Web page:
Martin Rothman, owner of Sauna 63, is making a few changes.
On Sunday to Thursday nights, between 8pm and 6am, the space becomes known as Co-Ed 63. It’s marketed as a space that any couple — gay, straight or lesbian — can use as a spot to hook up if they have no place else to go. As well, the space advertises bookings for private parties.
“We do not discriminate any sexual choice,” the website advertises. “Heterosexual, homosexual and bisexual are all welcome. Sometimes you might get the odd trans member, you never know what you might get.”
The website also proclaims the sauna operates on a “respect” policy.
“Please be polite when declining! Some guests may be there with their partner and are only using the private rooms.”
When confronted with the perception that it is no longer a gay space, Rothman expresses some frustration with the community.
“It’s gay during the day here, it’s gay here Friday and Saturday, and it’s only co-ed Sunday to Thursdays at night,” Rothman says.
He also says that while people continually complain to him about the facilities at other area bathhouses, but they nevertheless admit to frequenting them more often than his own establishment.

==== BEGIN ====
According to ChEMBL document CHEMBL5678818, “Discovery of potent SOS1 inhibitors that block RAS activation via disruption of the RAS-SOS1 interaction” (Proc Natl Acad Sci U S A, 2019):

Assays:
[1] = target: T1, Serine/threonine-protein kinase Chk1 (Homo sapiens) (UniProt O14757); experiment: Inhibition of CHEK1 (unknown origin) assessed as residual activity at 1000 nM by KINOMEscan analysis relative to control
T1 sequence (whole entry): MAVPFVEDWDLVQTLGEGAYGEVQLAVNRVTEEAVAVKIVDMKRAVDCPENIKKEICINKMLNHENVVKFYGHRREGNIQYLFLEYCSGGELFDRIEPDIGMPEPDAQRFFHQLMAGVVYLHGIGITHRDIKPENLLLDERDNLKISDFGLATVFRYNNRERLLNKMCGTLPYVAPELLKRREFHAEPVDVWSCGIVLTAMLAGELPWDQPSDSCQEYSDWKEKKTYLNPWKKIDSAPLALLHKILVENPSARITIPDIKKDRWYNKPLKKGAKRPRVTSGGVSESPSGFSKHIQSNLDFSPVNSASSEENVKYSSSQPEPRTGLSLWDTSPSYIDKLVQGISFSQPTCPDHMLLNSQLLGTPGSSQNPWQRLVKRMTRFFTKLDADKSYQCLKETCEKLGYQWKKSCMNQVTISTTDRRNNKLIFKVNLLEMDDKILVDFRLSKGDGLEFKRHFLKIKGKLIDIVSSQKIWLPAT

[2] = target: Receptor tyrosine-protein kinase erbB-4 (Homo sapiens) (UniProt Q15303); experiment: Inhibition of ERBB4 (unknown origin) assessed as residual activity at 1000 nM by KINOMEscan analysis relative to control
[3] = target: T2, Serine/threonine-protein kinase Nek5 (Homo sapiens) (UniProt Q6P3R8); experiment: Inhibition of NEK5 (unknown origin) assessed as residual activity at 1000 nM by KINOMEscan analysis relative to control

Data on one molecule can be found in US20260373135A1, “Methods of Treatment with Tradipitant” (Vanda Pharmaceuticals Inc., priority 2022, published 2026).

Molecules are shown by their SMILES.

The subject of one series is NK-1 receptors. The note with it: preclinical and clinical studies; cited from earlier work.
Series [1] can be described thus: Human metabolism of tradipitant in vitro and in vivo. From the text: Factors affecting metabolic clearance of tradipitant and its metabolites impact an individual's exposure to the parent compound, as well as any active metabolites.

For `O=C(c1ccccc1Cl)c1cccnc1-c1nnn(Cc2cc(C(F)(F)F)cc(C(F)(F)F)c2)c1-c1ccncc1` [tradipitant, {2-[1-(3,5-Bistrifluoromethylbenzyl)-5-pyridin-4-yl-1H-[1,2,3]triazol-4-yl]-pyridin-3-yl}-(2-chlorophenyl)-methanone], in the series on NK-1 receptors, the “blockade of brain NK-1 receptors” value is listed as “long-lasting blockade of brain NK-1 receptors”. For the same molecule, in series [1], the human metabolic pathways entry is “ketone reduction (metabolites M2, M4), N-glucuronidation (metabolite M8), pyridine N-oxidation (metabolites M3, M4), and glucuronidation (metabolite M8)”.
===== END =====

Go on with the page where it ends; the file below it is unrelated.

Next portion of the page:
“There’s no logic to it,” he says.
Though it is not being sold as a swinger’s club, Rothman has already noticed some mingling of his clientele.
“There’s a lot of gay guys coming in too at night, because as a couple, half of them are bi, and they’ll do a guy and the girl will watch, type thing. It works both ways.”
Rothman says that the changes are still just in the testing stages, but they are being driven by economic realities.
“There’s no gay people coming during the week because they work and everything, and for me to sit here all night for two customers when I can get twenty customers — the rent and all the other bills still have to be paid.”